Thursday, November 17, 2005

Day 17: Resting

It's been a tiring day (and, in retrospect, a tiring week), so I'm taking the night off from writing. One reason I've been trying to push a consistent word-count over the past week or so is I knew I'd want to take an occasional day off, so today I'm cashing in one of my "gimme a break" cards. So today's word-count and last line reflect what I wrote last night, not today.

When and how often do you need to take breaks from your writing? And how can you tell the difference from "real" weariness and mere avoidance?
Word count: 32,312

Last line: Love was a deep pool Alexa didn't want to wade into, for she knew its waters were deeper and murkier--and its floor more slippery and downward-leaning--than anything she felt prepared to face.

4 Comments:

At 11/18/2005 8:50 AM, Blogger Devon Ellington said...

It depends on the project. Avoidance has a strange niggling, where I'm restless because I know I should be writing. Real weariness means I can take a nap or read a book with a clear conscience.

 
At 11/18/2005 8:53 AM, Blogger Lorianne said...

Devon, it sounds like real weariness doesn't have enough *energy* to make room for guilt, whereas avoidance is a nervous, jittery thing.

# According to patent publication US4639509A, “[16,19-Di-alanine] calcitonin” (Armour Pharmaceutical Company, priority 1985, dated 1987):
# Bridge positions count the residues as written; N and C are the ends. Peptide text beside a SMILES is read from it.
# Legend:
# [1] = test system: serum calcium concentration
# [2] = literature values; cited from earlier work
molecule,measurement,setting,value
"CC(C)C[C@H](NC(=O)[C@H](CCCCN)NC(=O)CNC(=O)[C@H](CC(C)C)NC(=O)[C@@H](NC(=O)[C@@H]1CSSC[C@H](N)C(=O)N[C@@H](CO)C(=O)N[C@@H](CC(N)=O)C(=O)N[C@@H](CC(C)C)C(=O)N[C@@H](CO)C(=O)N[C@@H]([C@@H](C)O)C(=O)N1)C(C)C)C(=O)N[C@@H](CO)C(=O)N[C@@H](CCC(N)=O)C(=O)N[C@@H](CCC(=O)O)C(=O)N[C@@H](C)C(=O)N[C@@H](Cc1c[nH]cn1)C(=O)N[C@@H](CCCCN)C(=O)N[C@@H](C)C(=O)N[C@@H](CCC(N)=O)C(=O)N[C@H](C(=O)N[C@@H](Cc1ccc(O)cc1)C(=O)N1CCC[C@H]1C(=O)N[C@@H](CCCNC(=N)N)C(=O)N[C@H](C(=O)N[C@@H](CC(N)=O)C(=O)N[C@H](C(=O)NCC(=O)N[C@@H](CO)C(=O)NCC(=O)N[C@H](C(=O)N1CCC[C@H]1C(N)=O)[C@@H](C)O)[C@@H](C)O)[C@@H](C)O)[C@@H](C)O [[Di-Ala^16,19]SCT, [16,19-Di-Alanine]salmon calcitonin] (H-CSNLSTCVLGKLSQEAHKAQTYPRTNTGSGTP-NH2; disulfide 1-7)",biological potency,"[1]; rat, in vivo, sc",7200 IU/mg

Last night I was just plain tired: there was no sense of "should" about it. :-)

 
At 11/18/2005 11:49 AM, Blogger Diana said...

I haven't felt that weariness yet, but after writing 3000 words in one long sitting yesterday I had an occupational injury: my eyes ached. They hurt all evening. I couldn't read or watch TV or do much of anything beyond lie down with my hands pressing into my closed eyelids.

They seem to be better today, but I've learned to space out the writing in 1000-word chunks. And I learned a valuable lesson; eyes are very important to a reader-writer. Baby them!

Hope you're feeling rested and rejuvenated, Lorianne.

 
At 11/21/2005 10:37 AM, Blogger Lorianne said...

Yes, I can't physically write much more than 1,000 at a spell...or 40 minutes, whichever comes first!

I'm learning to multi-task between computer & non-computer tasks. Forty minutes at the keyboard followed by about 20 minutes away, then repeat. That avoids the dreaded "screen face" (as well as the even more horrific "laptop lap") while also giving me structured time to do other things: grade papers, do dishes, etc.

Congrats on your 3,000 word day: it's a rush, no?

 

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